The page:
THE SPECTATOR

Some of us do not care
For a diamond or shiny pearl.
No one stone could be so rare
As gazing upon this world.

What role were you cast to play
Upon this stage called earth?
Exactly how much would you say
The part you play is worth?

Can you play the businessman,
Acting in scenes of war?
Can you play the fisherman,
Selling his fresh albacore?

Can you play the workingman,
Bowing as royalty passes,
Or play the parasite ruling man,
Thriving on workers’ taxes?

Can you play a rich man in jail,
Buying his freedom with gold,
Or play the judge who sets the bail,
As though life can be sold?

Can you play the owner of land,
Who sells lots by the shore?
Can you make cement from sand,
To build the jewelry store?

Can you wear a military coat,
Or wear hats and jewelry?
Can you stand in line to vote,
Then wait for the decree?

Are you nicely uniformed,
In costume for your role?
Do you still feel so adorned,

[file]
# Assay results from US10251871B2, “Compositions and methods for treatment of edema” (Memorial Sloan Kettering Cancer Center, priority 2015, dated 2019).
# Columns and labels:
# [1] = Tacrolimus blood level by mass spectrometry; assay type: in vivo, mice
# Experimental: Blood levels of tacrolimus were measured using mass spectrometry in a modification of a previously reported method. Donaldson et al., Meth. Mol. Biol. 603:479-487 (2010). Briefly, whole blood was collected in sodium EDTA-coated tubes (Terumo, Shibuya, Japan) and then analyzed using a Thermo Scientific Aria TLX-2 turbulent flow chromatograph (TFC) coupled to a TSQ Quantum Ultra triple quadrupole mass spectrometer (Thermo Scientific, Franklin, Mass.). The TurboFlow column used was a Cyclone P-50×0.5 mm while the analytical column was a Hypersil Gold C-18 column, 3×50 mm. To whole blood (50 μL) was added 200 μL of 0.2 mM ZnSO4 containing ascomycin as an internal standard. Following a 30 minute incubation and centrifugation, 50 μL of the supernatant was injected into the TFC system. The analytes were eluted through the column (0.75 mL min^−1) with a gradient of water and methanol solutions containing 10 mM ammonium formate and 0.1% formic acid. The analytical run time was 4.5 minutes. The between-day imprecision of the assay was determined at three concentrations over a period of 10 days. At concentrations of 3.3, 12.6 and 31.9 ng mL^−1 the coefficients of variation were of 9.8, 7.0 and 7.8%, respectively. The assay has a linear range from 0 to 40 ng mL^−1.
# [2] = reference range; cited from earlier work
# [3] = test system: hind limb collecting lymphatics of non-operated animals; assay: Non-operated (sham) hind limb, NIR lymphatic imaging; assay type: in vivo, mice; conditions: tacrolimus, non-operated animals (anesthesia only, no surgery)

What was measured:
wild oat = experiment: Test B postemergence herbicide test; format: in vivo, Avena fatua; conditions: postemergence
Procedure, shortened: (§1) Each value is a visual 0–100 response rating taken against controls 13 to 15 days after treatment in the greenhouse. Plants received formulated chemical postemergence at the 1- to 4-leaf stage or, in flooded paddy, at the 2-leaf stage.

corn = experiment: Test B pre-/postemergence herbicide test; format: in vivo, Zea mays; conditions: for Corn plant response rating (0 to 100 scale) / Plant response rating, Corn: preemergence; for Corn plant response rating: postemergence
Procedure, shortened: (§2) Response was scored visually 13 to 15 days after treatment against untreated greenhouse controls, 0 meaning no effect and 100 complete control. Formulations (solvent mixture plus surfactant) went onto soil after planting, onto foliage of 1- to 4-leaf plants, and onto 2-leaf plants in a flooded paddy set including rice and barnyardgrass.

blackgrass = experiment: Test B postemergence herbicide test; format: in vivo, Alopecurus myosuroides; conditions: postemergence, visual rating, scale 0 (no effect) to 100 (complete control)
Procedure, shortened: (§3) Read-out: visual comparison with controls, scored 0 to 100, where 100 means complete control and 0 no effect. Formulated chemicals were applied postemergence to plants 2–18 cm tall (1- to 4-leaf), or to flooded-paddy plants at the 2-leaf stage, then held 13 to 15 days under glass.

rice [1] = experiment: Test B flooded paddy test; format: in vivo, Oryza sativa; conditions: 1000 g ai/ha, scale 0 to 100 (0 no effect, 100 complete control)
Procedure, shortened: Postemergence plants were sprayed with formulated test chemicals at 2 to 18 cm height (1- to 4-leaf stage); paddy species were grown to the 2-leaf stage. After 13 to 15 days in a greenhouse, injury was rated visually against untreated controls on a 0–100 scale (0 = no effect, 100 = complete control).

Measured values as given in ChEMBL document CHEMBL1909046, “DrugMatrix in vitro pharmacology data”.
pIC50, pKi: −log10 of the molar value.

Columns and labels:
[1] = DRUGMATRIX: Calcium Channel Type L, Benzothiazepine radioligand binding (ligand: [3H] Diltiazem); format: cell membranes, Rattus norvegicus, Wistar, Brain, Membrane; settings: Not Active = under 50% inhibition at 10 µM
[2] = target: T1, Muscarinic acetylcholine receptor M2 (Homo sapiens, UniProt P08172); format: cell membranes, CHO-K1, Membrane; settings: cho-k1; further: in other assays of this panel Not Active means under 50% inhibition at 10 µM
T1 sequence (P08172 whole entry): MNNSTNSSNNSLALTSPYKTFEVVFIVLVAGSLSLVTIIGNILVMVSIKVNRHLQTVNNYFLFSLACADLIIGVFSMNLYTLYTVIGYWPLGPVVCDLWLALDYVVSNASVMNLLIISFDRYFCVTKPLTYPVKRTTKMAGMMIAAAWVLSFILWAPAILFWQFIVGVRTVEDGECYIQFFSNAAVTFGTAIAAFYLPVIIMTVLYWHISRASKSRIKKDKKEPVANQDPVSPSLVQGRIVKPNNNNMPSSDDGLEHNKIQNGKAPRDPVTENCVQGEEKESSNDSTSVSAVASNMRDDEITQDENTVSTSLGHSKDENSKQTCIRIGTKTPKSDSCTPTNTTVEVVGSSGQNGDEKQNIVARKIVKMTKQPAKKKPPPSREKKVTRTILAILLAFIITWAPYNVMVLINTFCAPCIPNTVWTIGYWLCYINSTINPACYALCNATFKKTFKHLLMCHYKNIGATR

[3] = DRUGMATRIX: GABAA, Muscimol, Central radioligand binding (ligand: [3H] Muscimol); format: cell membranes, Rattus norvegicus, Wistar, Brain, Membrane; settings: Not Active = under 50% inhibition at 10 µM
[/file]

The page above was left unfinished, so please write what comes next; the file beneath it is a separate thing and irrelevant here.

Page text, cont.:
Backstage inside your soul?

Can your lines be memorized,
To make your performance good?
Can real tears fall from your eyes,
If following the script, they would?

Part of the play is a comedy,
With laughter in the wings.
The rest is all a tragedy,
With chains and pains and kings.

Schools all teach the history
Of what mankind has done,
Passing the bloody legacy,
Each father to his son.

Lessons are learned quite well,
To teach men how to compete;
Claiming things to buy and sell,
To work and to lay concrete.

See the lawyer and the clerk,
The potter and the priest,
Placing all value in their work,
They soon will be deceased.

Governments and kings all say,
Their laws are in the right.
Soon the earth will fade away,
Its laws removed from sight.

The curtain finally will fall,
When the play does end.
Soon after the curtain call,
The play will begin again.

Shakespeare said the world’s a stage,
And we are all just players,
But some of us don’t like the wage,
And so are just spectators.